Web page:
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February 3, 2016 Readers Write No Comments

The Importance of HIT Succession Planning
By Frank Myeroff


While getting ready for HIMSS 2016 Conference & Exhibition, I’ve had the opportunity to speak with many healthcare IT leaders about what’s on their priority list this year when it comes to acquiring, promoting, and retaining key HIT talent. One response that I heard over and over again was “Succession Planning.”

The HIT profession is seeing shortages of talent, making succession planning more important than ever. Having a well-developed and current strategic plan in place will help your organization prepare for the future in these vital areas:

  • Prevent vacancies when baby boomers retire. As senior HIT personnel begin to retire, including many CIOs, the industry will lose leadership, knowledge, and skills and that won’t be easy to replace. However, even after having this advanced notice, many organizations are still unprepared for their absence. Therefore, they will find themselves with many vacancies, and consequently may cause them to make quick and rash hiring decisions.
  • Recognize and develop future leaders. As we face a leadership shortage in HIT and in just about every industry across the board, companies must identify and foster those individuals demonstrating leadership skills and abilities through mentoring, training, and stretch assignments so they are ready to take the helm when the time comes.
  • Prevent turnover and costs associated. Employees at all levels are less likely to leave a company that is committed to providing meaningful work and opportunities to grow. A continuous flow of engaged people with defined career paths will stop the revolving door which can be detrimental to any firm. A high turnover is quite costly. According to the Wall Street Journal, experts estimate that it costs upwards of twice an employee’s salary to find and train a replacement.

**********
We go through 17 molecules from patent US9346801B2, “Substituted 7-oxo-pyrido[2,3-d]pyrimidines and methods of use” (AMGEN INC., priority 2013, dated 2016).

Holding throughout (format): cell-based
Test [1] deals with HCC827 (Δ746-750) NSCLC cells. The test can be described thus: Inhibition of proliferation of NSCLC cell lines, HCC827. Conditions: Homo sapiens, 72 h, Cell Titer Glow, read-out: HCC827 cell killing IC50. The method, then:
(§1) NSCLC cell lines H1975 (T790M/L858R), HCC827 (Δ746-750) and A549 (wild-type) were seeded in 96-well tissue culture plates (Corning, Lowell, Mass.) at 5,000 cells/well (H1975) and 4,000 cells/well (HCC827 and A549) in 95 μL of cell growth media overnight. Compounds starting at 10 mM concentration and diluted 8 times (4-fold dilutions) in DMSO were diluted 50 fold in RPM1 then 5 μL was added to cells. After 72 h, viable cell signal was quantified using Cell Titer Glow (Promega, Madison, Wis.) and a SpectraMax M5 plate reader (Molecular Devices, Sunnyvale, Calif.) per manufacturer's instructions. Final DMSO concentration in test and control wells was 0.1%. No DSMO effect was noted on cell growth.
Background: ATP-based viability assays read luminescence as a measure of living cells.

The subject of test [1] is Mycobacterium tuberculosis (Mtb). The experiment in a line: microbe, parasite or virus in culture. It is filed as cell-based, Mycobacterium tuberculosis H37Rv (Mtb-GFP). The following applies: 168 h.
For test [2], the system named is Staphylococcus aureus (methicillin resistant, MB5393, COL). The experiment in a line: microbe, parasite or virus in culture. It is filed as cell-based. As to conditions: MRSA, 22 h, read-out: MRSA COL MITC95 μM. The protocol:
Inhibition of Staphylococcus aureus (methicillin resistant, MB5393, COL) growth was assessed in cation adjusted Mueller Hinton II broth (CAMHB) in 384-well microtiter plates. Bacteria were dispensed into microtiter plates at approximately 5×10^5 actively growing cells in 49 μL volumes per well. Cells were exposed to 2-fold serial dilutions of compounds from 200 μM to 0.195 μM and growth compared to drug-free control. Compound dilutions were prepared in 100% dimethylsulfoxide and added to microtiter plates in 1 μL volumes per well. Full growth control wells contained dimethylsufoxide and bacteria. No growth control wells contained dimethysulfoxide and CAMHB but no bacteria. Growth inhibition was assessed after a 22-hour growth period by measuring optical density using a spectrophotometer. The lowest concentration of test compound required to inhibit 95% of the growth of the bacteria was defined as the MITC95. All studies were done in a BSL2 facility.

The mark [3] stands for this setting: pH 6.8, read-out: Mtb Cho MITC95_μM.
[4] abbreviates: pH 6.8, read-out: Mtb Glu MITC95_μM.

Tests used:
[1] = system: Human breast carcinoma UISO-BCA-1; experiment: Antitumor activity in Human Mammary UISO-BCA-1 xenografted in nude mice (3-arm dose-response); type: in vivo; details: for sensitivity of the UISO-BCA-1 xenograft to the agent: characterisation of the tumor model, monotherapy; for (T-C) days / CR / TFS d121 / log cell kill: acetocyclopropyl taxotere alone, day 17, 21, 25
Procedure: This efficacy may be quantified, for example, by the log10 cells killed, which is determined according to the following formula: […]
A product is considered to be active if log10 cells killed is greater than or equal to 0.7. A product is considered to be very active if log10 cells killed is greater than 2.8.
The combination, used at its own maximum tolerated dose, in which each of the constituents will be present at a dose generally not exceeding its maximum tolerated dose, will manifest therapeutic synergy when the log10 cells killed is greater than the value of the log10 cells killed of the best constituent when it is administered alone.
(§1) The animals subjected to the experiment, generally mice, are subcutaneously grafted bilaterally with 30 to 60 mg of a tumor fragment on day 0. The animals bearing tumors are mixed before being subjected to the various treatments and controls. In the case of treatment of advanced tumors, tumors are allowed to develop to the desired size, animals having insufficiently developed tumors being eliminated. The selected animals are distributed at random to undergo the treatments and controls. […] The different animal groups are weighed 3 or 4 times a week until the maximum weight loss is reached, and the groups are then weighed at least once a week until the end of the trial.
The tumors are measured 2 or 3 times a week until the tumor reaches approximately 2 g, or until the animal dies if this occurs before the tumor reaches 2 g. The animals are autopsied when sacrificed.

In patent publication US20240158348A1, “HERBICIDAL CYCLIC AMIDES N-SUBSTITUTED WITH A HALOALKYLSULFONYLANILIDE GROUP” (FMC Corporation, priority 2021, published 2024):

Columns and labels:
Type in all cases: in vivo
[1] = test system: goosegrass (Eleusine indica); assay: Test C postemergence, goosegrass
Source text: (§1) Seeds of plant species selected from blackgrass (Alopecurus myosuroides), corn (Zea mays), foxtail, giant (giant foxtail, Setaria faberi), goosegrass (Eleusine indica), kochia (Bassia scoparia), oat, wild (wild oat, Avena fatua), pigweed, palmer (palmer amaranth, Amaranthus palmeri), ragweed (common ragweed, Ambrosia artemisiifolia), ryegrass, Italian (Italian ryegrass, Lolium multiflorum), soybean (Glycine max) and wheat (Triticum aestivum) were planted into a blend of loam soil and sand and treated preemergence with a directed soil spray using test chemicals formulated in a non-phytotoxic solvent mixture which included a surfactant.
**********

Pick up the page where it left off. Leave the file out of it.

• Maximize organizational value. Healthcare organizations with an HIT succession plan in place are more attractive. Management teams having a strategy for when a key player exits protects the value, integrity, and longevity of the company. As a result, your company’s reputation stays positive and in turn, attracts top performers to your company.
  • Meet growing demands for high quality, cost-effective care patient care. Healthcare leaders face unprecedented pressure to meet the ambitious expectations of health reform, i.e. to reduce costs and simultaneously assure high quality patient care. Therefore, the industry needs to better prepare their HIT professionals to manage the complex organizations that provide and finance care.
  • Guarantee the stability of business operations. HIT succession planning helps to mitigate risks and ensures business continuity. People are your greatest asset. They can also be its greatest downfall. If your company becomes overly dependent on the services of a few key individuals, it can lead to operational risks that can cause damage when one or more of those key people are no longer there.